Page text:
:Fokker Dr I 1917

Fokker Dr I 1917

Famous Fighterplanes

In 1915, on his 25th birthday, Anton Fokker received German citizenship on the instructions of the Supreme Army Command. Still, Fokker kept building more and better airplanes including the Fokker D-3 triplane, which was used by the infamous Red Baron. Fokker was probably the only aircraft manufacturer at his time who spoke personally to the pilots at the front to hear their opinions and wishes. His D-8 monoplane was so maneuverable, that the British called it the Flying Razor.  Werner Voss, for example, achieved 22 firings with the prototype (Fokker F.I 103/17) of the Fokker Dr.I. Within three weeks. By order of the Supreme Army Command, Fokker worked together with Hugo Junkers from 1917 to 1919.[3] But the two aircraft manufacturers pursued fundamentally different directions in aircraft construction. Except for a few experimental monoplanes there was no fruitful cooperation. After Germany’s surrender, the Fokker factories were supposed to be liquidated, but he smuggled numerous planes and engines to Holland, where he established a new factory.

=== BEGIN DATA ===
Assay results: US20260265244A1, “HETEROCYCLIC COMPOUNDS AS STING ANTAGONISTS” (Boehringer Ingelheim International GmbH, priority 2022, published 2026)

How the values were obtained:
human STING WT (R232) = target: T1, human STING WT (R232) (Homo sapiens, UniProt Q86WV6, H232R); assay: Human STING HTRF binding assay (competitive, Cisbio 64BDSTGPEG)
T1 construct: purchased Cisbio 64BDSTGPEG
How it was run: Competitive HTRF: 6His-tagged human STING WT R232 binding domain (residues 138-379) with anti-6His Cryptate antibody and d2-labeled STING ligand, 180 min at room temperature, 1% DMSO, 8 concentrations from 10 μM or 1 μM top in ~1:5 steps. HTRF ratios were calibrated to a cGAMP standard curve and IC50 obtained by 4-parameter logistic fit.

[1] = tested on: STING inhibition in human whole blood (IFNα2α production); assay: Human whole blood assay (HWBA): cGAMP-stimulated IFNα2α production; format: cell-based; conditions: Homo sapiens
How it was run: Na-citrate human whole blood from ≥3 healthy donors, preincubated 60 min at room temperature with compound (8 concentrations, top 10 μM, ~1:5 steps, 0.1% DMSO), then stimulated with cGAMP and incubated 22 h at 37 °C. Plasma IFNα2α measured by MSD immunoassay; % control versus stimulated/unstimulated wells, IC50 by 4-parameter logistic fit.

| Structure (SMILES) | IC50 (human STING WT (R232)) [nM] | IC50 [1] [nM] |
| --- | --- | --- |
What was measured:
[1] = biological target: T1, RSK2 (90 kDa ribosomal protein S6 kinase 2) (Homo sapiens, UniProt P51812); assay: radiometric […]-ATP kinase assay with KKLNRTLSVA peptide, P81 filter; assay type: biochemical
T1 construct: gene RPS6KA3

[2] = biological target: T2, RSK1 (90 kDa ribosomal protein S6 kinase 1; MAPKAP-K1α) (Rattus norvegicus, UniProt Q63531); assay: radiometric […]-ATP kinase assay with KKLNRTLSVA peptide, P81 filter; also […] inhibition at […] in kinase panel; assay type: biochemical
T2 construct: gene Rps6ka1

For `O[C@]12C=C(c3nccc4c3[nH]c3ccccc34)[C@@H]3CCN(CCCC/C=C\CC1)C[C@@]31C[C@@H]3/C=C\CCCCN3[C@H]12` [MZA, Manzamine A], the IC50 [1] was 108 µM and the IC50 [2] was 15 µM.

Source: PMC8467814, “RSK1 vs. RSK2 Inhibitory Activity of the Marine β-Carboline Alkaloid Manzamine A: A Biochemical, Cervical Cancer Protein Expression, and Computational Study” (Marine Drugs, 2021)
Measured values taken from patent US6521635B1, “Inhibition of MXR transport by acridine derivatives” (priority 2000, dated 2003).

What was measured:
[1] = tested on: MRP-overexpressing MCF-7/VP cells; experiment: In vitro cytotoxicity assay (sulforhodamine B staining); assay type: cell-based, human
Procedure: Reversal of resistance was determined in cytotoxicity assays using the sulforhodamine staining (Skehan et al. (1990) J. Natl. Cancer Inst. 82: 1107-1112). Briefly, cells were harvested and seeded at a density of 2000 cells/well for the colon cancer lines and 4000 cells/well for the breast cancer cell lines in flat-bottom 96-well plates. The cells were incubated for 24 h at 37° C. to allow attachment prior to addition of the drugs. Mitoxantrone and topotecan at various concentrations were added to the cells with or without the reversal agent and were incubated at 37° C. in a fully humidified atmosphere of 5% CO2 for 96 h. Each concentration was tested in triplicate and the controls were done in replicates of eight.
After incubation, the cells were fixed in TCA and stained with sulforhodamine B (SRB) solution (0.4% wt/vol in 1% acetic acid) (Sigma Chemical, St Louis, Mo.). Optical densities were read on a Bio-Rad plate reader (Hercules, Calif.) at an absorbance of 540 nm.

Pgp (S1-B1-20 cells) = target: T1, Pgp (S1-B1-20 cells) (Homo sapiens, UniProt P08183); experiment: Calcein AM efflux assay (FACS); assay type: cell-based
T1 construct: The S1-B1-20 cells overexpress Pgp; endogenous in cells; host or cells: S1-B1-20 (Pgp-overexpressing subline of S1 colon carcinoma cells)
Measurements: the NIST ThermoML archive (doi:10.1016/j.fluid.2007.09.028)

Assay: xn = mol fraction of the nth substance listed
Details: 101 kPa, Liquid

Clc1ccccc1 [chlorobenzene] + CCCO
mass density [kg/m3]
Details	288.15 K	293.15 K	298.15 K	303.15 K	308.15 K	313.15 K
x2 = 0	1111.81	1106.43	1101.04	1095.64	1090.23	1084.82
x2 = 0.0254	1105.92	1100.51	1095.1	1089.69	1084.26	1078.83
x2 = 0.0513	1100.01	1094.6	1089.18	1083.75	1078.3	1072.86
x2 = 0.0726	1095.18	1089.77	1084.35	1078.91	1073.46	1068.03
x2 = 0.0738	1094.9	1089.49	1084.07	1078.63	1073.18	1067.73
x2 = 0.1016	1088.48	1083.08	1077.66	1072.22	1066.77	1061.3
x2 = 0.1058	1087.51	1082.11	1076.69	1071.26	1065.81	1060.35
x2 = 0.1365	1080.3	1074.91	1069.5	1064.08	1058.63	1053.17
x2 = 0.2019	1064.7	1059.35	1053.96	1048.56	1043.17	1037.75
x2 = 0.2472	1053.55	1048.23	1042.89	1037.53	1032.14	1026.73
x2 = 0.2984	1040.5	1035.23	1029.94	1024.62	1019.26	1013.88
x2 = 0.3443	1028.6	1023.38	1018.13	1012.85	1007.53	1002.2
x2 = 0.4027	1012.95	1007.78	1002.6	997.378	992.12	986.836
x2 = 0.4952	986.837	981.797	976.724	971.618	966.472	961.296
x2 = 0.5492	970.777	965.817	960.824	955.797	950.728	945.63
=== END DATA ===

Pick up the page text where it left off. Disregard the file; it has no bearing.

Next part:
Fokker E.IV in 1916.

Fokker E.IV in 1916.

Moving to the USA

The F-2 he developed was used by the Dutch Airline KLM before Fokker moved to the United States in order to establish the American Aircraft Corporation. He created the famous Fokker Trimotor, which was a huge sensation and set new benchmarks in the matter of comfort and safety. Fokker trimotors began setting records all over the world including the flight from from California to Australia. In 1929, General Motors acquired the Fokker Aircraft Corporation and build the 4-engined F-32, the United States’ largest transport of the time. [1] In 1931 a Fokker F.10 crashed on Transcontinental and Western Air Flight 5, killing the famous football coach Knute Rockne. As a result, these planes were grounded. In 1931 the cooperation of GM with Fokker was abandoned and GM closed all remaining Fokker factories. However, thanks to his contacts, Fokker became an agent to market Douglas and Lockheed aircraft in Europe.

The End

With the beginning of the 1930s Fokker withdrew more and more from business life. On December 23, 1939, Anton Herman Gerard Fokker died in New York at the age of 49 after a surgical operation due to an infection of the surgical wound and meningitis.

Philip Greenspun, Tina Srivastava, Airplane Aerodynamics, [7]

References and Further Reading: